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Canadian securities regulators publish research on investor knowledge, attitudes and behaviour

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 The Canadian Securities Administrators (CSA) today published findings from a four-year research study that measured what investors know and think about fees and the performance of their investments, and how they interact with advisers. 

The research found improvements between 2016 and 2019 in 40 per cent of the issues examined, particularly in knowledge about fees. 

Two CSA reforms prompted this study. The Client Relationship Model (CRM2) required advisers to provide enhanced relationship disclosure information, pre-trade disclosure of adviser fees and other charges, expanded account statements, annual reports on investment performance, and annual reports on charges and compensation. The Point of Sale (POS) rules required that investors be given plain language information, including an easy-to-understand Fund Facts document about a mutual fund prior to purchase. The amendments took effect in phases from 2014 through 2016, and the CSA announced plans to study the impact of these reforms in August 2016.

“This research provides us with valuable insight into the mind of the Canadian investor," says Louis Morisset, Chair of the CSA and President and CEO of the Autorité des marchés financiers. “We’re seeing that Canadians are gaining more confidence in navigating the marketplace. However, there is room for substantial improvement in the investing experience, especially in understanding the impact of fees on investment returns.”

The research included one baseline survey by Ipsos Public Affairs in 2016 of about 3,500 Canadian investors, followed by six successive waves of surveys, each with about 2,000 respondents, conducted by Innovative Research Group. Each survey included 50 questions that collected information on over 150 measurable items.

More investors in 2019 said they had a better understanding of the impact of fees on investment returns than in 2016 (51 per cent in 2019 vs. 41 per cent in 2016). That growing self-confidence was borne out by the increase (from 43 per cent to 51 per cent) in the portion of respondents who are aware that they pay fees for the operation, management and/or administration of their investment account. Nevertheless, almost half of Canadian investors are not aware of such fees, and the same is true of indirect fees (such as payments made by investment funds to dealers).

Investors across Canada also reported being more confident in monitoring and assessing the performance of their investments. There was an increase in investor confidence in monitoring the change in value of their investments over time (86 per cent very confident or somewhat confident in 2019, up from 80 per cent in 2016) and in assessing whether their investments were on track to reach their financial goals (82 per cent, up from 76 per cent).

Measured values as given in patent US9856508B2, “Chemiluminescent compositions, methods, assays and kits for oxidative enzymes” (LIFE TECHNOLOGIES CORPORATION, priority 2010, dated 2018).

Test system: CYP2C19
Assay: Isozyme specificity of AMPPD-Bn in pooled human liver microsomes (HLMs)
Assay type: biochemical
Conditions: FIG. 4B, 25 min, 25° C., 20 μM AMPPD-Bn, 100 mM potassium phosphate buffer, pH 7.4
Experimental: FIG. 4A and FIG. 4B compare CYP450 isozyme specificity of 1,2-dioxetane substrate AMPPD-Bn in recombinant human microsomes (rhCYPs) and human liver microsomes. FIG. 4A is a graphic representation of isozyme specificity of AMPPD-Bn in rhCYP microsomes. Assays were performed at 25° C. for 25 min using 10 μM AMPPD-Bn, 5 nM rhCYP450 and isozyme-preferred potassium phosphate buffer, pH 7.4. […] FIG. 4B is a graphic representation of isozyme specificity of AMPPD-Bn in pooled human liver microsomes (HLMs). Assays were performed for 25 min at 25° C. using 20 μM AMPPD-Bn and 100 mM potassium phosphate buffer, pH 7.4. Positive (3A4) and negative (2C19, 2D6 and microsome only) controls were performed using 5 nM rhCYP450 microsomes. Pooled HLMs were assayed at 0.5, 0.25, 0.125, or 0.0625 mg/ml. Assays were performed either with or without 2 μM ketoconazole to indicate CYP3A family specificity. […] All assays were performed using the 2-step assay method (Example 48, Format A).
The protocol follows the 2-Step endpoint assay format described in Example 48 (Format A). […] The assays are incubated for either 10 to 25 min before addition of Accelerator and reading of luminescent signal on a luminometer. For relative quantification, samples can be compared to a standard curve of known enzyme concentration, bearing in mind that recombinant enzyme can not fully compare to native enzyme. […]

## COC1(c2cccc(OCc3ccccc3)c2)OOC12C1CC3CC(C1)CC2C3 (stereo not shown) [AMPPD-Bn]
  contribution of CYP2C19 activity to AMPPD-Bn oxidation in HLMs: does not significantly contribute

Overall, there was a decline in investors’ satisfaction with their advisers. However, four out of five Canadian investors still report being “satisfied” or “very satisfied” with their adviser in 2019.

In some areas, progress is fleeting or non-existent. After two years of increases, 2019 saw a decrease to 44 per cent – almost to 2016 levels – in the portion of respondents who said their adviser discussed fees with them before buying an investment product in the previous 12 months. There was no evidence that advisers are more frequently recommending lower-cost options.

Other influences besides the CRM2 and POS reforms – such as investment firms’ advertising, news media coverage of retail investing, and growing interest in low-cost funds – may have contributed to the changes in investors’ knowledge, attitudes and behaviour found over the study period. 

The insights gleaned from the research will help inform future CSA policy-making and educational efforts to improve the investing experience for Canadians. 

The research reports can be found on participating CSA members’ websites.

The CSA, the council of the securities regulators of Canada’s provinces and territories, co-ordinates and harmonizes regulation for the Canadian capital markets.

 

For Investor inquiries, please refer to your respective securities regulator. You can contact them here

For media inquiries, please refer to the list of provincial and territorial representatives below or contact us at media@acvm-csa.ca

Kristen Rose                   
Ontario Securities Commission       
416-593-2336

Hilary McMeekin
Alberta Securities Commission
403-592-8186

Sylvain Théberge
Autorité des marchés financiers
514-940-2176
Jason (Jay) Booth
Manitoba Securities Commission
204-945-1660
Brian Kladko
British Columbia Securities Commission
604-899-6713
Steve Dowling
Government of Prince Edward
Island,Superintendent of Securities
902-368-4550
Marissa Sollows
Financial and Consumer Services
Commission, New Brunswick
506-643-7853
David Harrison
Nova Scotia Securities Commission
902-424-8586
Renée Dyer
Office of the Superintendent of Securities
Newfoundland and Labrador
709-729-4909
Rhonda Horte
Office of the Yukon Superintendent
of Securities
867-667-5466
Jeff Mason
Nunavut Securities Office
867-975-6591
Tom Hall
Office of the Superintendent of 
Securities Northwest Territories
867-767-9305
Shannon McMillan
Financial and Consumer Affairs
Authority of Saskatchewan
306-798-4160